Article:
Intro by Skip Cohen
Bev Walden hit another home run recently with this Tuesday Tidbit email, and it couldn’t be more on point for what you need to do through the holiday season and into the new year. Unfortunately, too many artists are afraid to develop their own look, unique products, and memorable experiences for their clients.
I heard Tim and Bev years ago talk about what they sell – not just unique products but a memorable experience for each client. They work hard to create new memories at the same time they are capturing them.
I’ve written a lot about the renewed sense of family coming out of the pandemic. It’s creating an incredible opportunity for you to grow your business and build more relationships with each client you engage.
The definition of insanity is doing the same thing over and again but expecting different results. So, let’s start mixing up your game a little. I’m not suggesting you completely change what you’re doing; just add a few things that highlight your unique skills and style. Start showing off what makes you different. Each of you are very much like a great chef in how you capture and create – it’s time to mix up your spices a little more!
By Beverly Walden
“Be real. Don’t be a copy. Be honest with yourself and create something true and valid and valuable-and the, I think you are unbeatable.
Marc Wittenberg, perfume bottle designer, Iconomy
What makes me different? Why should prospects check me out instead of my competitors? How can I distance my business from a price-sensitive audience, yet still have people come to me? How does a boutique business draw potential clients in?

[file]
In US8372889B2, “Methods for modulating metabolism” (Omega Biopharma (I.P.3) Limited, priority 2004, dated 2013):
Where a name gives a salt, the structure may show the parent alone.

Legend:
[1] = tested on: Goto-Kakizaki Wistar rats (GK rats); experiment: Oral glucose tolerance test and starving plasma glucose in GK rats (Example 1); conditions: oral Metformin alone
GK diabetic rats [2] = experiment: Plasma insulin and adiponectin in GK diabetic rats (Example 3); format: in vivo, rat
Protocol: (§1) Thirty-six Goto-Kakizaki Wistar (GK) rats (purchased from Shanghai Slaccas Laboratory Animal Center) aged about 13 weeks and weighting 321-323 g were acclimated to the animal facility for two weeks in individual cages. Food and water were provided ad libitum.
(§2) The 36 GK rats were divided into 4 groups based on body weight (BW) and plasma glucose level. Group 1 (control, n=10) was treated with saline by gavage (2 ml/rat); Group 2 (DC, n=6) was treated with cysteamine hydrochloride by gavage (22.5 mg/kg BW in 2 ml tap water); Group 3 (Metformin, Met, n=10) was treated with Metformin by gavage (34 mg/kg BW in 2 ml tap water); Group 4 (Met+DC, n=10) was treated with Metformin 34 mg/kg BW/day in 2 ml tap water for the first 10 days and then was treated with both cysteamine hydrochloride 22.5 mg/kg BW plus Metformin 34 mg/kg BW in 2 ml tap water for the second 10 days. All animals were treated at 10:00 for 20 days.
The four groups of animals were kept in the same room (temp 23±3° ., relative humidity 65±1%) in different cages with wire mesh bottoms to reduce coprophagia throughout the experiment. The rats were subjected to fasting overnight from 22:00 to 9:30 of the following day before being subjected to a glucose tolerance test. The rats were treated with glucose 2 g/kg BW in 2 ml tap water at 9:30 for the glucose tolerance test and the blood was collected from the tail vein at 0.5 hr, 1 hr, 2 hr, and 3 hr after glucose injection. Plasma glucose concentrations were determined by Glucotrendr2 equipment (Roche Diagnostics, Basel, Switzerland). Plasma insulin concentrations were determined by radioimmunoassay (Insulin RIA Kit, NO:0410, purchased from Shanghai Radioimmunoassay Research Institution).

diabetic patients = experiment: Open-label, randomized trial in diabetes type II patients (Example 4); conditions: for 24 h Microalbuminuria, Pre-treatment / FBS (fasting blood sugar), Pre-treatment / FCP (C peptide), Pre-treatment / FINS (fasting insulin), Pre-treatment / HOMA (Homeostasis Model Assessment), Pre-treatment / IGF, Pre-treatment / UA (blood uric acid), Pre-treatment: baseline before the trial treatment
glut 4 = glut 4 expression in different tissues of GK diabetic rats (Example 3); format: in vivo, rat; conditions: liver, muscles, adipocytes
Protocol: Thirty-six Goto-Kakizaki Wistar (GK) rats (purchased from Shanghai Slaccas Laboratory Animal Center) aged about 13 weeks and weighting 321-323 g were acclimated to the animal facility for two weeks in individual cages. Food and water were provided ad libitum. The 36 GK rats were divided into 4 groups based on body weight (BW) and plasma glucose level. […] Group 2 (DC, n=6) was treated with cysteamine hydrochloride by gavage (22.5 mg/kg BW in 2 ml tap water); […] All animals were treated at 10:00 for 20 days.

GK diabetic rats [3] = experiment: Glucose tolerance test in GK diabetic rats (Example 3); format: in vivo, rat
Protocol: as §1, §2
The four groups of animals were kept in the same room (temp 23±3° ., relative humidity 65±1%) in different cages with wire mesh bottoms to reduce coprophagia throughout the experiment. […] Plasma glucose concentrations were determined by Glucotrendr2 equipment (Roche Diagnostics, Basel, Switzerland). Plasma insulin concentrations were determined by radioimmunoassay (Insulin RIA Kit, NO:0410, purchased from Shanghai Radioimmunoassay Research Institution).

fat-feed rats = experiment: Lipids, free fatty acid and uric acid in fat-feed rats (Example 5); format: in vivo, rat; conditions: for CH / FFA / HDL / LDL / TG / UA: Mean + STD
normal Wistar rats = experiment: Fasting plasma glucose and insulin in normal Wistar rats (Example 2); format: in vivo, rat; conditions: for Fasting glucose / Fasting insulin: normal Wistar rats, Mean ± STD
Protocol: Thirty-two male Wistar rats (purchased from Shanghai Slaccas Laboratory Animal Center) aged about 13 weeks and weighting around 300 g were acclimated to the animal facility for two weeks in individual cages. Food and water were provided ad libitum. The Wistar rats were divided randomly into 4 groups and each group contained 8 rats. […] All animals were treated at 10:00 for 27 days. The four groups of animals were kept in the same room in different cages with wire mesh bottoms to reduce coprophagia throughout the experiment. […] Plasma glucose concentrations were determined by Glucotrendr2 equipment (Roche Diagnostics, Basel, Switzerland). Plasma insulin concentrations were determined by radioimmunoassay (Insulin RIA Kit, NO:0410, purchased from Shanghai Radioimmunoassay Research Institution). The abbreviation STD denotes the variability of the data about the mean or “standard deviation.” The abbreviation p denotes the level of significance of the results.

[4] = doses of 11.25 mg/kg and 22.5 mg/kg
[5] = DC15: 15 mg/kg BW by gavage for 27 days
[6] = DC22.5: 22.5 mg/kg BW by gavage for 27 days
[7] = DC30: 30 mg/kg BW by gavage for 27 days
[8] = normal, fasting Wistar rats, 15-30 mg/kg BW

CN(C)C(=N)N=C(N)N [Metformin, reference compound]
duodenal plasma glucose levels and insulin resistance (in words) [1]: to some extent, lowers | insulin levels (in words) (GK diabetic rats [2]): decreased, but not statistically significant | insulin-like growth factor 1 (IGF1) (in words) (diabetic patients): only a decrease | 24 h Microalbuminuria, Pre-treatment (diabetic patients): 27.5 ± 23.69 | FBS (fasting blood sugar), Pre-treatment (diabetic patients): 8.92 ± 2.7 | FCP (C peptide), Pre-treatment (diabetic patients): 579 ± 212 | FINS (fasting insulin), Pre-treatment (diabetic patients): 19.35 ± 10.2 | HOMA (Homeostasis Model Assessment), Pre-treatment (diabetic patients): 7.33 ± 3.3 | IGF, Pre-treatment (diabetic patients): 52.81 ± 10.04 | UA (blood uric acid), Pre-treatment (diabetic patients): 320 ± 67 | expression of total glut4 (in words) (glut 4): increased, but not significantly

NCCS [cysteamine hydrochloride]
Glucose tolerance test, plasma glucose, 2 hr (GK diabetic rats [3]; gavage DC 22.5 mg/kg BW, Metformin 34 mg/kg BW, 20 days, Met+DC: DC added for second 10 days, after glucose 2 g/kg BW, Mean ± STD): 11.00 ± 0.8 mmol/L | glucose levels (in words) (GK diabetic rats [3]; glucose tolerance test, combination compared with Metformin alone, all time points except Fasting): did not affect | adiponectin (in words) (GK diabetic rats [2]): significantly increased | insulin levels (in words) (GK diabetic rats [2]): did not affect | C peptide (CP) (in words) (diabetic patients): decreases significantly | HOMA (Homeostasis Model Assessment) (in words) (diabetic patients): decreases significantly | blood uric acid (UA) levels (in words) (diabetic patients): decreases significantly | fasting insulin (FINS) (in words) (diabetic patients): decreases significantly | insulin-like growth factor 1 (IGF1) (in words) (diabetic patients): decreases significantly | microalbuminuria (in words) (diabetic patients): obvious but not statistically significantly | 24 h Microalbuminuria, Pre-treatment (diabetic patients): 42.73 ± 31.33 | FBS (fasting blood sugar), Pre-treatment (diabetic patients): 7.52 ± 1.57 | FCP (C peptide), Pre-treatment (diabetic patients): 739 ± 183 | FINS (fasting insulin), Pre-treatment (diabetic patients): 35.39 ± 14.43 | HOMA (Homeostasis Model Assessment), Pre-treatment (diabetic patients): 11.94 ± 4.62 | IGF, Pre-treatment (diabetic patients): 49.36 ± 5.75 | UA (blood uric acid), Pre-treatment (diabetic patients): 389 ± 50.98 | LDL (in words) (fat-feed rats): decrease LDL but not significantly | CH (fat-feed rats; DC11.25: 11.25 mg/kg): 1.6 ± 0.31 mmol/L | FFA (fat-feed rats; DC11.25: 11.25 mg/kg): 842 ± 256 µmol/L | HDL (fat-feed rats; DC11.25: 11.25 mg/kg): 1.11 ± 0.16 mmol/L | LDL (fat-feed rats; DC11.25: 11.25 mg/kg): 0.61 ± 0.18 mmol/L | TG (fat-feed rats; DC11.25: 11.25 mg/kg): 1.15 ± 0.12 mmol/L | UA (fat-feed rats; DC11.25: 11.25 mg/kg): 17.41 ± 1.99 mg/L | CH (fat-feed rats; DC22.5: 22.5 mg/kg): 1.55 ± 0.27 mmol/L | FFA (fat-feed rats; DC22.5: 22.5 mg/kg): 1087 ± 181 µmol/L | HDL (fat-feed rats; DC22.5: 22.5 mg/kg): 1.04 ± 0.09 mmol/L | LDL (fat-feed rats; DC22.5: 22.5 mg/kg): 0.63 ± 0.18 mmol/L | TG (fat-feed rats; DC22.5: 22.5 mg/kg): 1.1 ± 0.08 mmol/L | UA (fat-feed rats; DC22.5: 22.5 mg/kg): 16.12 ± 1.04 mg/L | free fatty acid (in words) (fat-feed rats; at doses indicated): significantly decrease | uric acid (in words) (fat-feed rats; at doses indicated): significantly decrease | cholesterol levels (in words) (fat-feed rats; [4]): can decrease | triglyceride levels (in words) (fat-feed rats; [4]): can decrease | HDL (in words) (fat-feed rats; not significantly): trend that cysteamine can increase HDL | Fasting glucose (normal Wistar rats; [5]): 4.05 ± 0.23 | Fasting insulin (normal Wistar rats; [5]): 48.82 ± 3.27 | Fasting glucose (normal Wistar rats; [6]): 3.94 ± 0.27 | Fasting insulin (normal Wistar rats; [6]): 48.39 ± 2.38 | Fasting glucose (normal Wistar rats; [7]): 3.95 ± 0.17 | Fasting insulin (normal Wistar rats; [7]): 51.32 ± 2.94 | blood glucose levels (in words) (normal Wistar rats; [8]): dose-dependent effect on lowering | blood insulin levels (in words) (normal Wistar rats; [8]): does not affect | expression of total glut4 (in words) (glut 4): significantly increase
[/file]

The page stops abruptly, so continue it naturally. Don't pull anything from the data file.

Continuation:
First of all, defining your style and knowing who you are as a photographer helps you break through the clutter of the many aspiring photographers entering the market. And remember, your style must be well defined for quick recognition, unique from others, from your heart and most importantly, it must be investment-worthy.
We knew long ago that we wanted to photograph people in a way that told their stories as well as offer products that were the highest quality we could produce. And we also knew we would never be the lowest price in town!
Over the years, we have focused on three distinct areas of photography…black and white Relationship portraits, Color Studies and Beau Visage paintings, all done in the studio.
For us, our goal is to be the trend-setters, not the trend followers. We believe in ourselves, so we run FROM what the masses are doing, not TOWARDS it, especially since they don’t match what is in our hearts as artists!
As we saw more aspiring photographers shooting in parks around town, we started more heavily marketing our studio work, especially since studio shooters are in short supply these days. We worked on defining ourselves even more tightly!
Are you tightly defined? Start by asking yourself two questions:
ONE: Who are you?
TWO: What do you do?
Once these two main areas are defined in your mind and on paper, get a little more detailed. Ask yourself what you don’t do as well as what you do.
When you are a boutique business, you can create GAPS in the service, experience, products and personal touches that only you are able to offer. Big box stores can’t do what you can do! All they have to trade on is a low price, but it is very clear that the consumer pays a “price” for that. NO service…NO experience…NO unique and fresh products…NO personal touches. It is a trade-off that you can use to your advantage!
As each sale brings in more dollars, the number of sessions needed to profit can be less. We always say to each other, “Let’s work smarter, not harder!”
Many people ask us how to be successful in their business and our answer is always, “Create Gaps!” It has been true for years and still is a foundation on which we rest our business every day.